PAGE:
It’s really a shame we didn’t achieve comprehensive health reform in the early 1990s. Economically (though not politically), the decade of the 90s turned out have been an ideal time for expansion of government. GDP was growing and government revenue with it. Moreover, because of the strong economy, employment was robust, which means employer-based health insurance was relatively high and stable. Managed care had not yet wrung some inefficiency from the system. There was plenty of slack upon which to build a new program.
I’m not suggesting Clinton’s plan was the right one for its time. In fact, because it failed, it clearly was not. I’m saying that if one wanted to choose a good time for health reform, one could not do much better than the 1990s.
In contrast, the current decade is a horribly difficult time for reform. That’s not to say reform is not needed. Of course it is. It’s just hard to pull off in a climate of austerity, very low growth, and (it seems) maximally dysfunctional politics. Rather than riding a wave, as we would have in the 1990s, we’re swimming against a swift current.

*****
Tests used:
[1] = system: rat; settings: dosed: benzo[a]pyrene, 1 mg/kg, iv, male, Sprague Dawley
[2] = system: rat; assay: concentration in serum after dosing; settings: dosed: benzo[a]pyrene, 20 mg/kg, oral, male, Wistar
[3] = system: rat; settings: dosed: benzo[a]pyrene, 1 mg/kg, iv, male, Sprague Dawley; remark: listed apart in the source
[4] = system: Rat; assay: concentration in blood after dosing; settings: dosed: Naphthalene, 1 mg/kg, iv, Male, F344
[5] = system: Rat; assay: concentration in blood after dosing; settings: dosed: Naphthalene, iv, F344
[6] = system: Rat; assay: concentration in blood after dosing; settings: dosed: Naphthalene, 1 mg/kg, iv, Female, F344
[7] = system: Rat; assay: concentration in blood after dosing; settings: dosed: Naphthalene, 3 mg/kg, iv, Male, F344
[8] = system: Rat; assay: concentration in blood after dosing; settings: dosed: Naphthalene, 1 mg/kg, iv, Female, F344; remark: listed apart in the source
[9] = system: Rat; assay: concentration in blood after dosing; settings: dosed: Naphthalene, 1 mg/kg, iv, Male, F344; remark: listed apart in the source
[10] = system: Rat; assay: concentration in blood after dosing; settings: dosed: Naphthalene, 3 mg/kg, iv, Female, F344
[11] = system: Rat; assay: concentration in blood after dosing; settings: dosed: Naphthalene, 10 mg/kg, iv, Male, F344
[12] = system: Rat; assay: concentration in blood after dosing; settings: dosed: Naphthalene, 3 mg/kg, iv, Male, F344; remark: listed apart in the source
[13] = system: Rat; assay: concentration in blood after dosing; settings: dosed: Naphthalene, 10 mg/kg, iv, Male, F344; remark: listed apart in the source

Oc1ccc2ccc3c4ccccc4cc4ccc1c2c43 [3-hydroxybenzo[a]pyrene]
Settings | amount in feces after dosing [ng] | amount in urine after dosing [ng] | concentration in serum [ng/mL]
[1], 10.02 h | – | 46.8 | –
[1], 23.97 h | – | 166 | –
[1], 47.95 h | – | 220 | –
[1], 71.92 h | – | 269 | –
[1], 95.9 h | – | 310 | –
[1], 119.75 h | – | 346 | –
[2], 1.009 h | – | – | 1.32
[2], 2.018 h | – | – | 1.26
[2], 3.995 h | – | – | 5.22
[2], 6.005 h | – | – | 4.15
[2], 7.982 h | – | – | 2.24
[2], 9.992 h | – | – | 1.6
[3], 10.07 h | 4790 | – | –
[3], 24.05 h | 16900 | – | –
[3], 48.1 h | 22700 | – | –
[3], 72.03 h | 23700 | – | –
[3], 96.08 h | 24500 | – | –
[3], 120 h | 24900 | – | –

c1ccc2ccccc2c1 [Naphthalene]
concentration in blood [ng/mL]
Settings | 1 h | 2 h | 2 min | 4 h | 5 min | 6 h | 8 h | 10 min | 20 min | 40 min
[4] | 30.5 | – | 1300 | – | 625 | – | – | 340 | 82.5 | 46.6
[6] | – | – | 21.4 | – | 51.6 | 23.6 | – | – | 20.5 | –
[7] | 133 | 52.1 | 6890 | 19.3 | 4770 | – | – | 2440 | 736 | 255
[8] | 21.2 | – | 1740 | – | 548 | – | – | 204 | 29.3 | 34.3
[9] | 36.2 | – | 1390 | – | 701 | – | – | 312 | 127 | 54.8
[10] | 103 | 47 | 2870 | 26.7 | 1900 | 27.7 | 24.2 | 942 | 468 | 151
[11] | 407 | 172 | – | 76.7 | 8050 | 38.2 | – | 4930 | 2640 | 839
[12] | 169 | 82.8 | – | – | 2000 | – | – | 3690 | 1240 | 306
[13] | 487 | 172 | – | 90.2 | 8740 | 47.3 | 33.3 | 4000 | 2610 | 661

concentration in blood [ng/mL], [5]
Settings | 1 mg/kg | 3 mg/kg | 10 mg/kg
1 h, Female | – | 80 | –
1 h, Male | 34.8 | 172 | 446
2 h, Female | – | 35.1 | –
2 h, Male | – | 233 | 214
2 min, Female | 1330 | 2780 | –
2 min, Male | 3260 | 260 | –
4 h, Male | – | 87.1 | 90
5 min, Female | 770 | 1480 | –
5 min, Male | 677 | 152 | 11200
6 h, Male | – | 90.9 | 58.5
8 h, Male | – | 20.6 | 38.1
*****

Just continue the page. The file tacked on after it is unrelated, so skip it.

Kenneth Thomas reminds us it gets even worse.
Using the Gallup data since it is more recent, fully 70% of the increase [in the percent of population uninsured] (1.4 of 2.0 points) came from 2008 to 2009, when the full-year unemployment rate rose from 5.8% to 9.3%, as mentioned in the Kaiser article. Yet unemployment peaked at 10.1% in October 2009 and is down to 9.1% in August 2011, so it isn’t simply unemployment since the uninsured rate has continued to rise. The other main cause would appear to be reduced employer provision of health care, whether through plan suspension, unaffordability, or of course job loss. According to Gallup’s data, the percentage of adults with employer-provided insurance declined from 49.2% in 2008 to 45.0% in January-May 2011. The figure in 2010 was 45.8%, meaning that employer-based insurance fell even though there was no increase in unemployment.
Obviously provisions of the ACA that won’t go into effect until 2014 will help stop the growth in the rate of uninsured. But, really, we need them now. Heck, we needed them two years ago, if not before. Though we’ve finally passed something like comprehensive health reform, it’s reform that is behind its time.